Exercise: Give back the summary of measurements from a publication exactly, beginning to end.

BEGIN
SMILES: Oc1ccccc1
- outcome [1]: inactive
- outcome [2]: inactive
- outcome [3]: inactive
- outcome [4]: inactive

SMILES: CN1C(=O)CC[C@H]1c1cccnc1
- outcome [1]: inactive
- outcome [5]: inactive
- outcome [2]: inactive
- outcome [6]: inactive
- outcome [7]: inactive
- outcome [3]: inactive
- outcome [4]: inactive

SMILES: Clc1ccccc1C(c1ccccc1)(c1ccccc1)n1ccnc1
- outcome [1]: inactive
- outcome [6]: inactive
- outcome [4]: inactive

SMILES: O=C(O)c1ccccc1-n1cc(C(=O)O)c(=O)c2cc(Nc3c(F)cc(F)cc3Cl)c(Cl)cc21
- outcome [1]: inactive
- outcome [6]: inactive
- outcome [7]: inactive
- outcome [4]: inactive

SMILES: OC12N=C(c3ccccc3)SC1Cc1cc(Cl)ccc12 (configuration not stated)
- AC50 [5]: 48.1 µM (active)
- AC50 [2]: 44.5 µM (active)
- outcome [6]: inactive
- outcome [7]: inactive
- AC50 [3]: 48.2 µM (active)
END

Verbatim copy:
SMILES: Oc1ccccc1
- outcome [1]: inactive
- outcome [2]: inactive
- outcome [3]: inactive
- outcome [4]: inactive

SMILES: CN1C(=O)CC[C@H]1c1cccnc1
- outcome [1]: inactive
- outcome [5]: inactive
- outcome [2]: inactive
- outcome [6]: inactive
- outcome [7]: inactive
- outcome [3]: inactive
- outcome [4]: inactive

SMILES: Clc1ccccc1C(c1ccccc1)(c1ccccc1)n1ccnc1
- outcome [1]: inactive
- outcome [6]: inactive
- outcome [4]: inactive

SMILES: O=C(O)c1ccccc1-n1cc(C(=O)O)c(=O)c2cc(Nc3c(F)cc(F)cc3Cl)c(Cl)cc21
- outcome [1]: inactive
- outcome [6]: inactive
- outcome [7]: inactive
- outcome [4]: inactive

SMILES: OC12N=C(c3ccccc3)SC1Cc1cc(Cl)ccc12 (configuration not stated)
- AC50 [5]: 48.1 µM (active)
- AC50 [2]: 44.5 µM (active)
- outcome [6]: inactive
- outcome [7]: inactive
- AC50 [3]: 48.2 µM (active)